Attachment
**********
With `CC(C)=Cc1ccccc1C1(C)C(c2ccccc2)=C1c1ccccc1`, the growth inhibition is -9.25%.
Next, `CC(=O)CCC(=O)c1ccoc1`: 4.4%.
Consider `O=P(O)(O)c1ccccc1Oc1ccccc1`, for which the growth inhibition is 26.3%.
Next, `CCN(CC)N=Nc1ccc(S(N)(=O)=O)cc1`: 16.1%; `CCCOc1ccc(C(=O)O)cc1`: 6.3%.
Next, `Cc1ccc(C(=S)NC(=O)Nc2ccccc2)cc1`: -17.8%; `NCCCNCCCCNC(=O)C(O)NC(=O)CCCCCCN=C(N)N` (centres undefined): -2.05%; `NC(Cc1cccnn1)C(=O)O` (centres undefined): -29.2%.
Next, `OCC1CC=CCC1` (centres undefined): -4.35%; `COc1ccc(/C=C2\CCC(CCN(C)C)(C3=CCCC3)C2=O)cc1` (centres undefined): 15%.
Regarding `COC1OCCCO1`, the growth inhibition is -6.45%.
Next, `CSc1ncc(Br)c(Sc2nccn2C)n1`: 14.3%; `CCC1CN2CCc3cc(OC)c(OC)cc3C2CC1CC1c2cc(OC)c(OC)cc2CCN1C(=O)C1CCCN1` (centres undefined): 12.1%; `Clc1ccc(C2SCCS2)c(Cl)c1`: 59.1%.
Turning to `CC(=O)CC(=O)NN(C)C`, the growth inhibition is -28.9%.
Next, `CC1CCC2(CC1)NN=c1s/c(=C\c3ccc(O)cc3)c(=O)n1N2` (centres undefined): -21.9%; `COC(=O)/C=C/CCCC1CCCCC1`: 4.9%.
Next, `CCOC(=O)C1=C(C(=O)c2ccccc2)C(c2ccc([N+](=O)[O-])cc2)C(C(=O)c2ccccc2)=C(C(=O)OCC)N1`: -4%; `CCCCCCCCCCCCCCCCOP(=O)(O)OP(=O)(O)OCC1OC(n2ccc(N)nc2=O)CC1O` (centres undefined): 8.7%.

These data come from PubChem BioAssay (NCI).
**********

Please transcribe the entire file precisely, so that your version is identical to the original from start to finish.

With `CC(C)=Cc1ccccc1C1(C)C(c2ccccc2)=C1c1ccccc1`, the growth inhibition is -9.25%.
Next, `CC(=O)CCC(=O)c1ccoc1`: 4.4%.
Consider `O=P(O)(O)c1ccccc1Oc1ccccc1`, for which the growth inhibition is 26.3%.
Next, `CCN(CC)N=Nc1ccc(S(N)(=O)=O)cc1`: 16.1%; `CCCOc1ccc(C(=O)O)cc1`: 6.3%.
Next, `Cc1ccc(C(=S)NC(=O)Nc2ccccc2)cc1`: -17.8%; `NCCCNCCCCNC(=O)C(O)NC(=O)CCCCCCN=C(N)N` (centres undefined): -2.05%; `NC(Cc1cccnn1)C(=O)O` (centres undefined): -29.2%.
Next, `OCC1CC=CCC1` (centres undefined): -4.35%; `COc1ccc(/C=C2\CCC(CCN(C)C)(C3=CCCC3)C2=O)cc1` (centres undefined): 15%.
Regarding `COC1OCCCO1`, the growth inhibition is -6.45%.
Next, `CSc1ncc(Br)c(Sc2nccn2C)n1`: 14.3%; `CCC1CN2CCc3cc(OC)c(OC)cc3C2CC1CC1c2cc(OC)c(OC)cc2CCN1C(=O)C1CCCN1` (centres undefined): 12.1%; `Clc1ccc(C2SCCS2)c(Cl)c1`: 59.1%.
Turning to `CC(=O)CC(=O)NN(C)C`, the growth inhibition is -28.9%.
Next, `CC1CCC2(CC1)NN=c1s/c(=C\c3ccc(O)cc3)c(=O)n1N2` (centres undefined): -21.9%; `COC(=O)/C=C/CCCC1CCCCC1`: 4.9%.
Next, `CCOC(=O)C1=C(C(=O)c2ccccc2)C(c2ccc([N+](=O)[O-])cc2)C(C(=O)c2ccccc2)=C(C(=O)OCC)N1`: -4%; `CCCCCCCCCCCCCCCCOP(=O)(O)OP(=O)(O)OCC1OC(n2ccc(N)nc2=O)CC1O` (centres undefined): 8.7%.

These data come from PubChem BioAssay (NCI).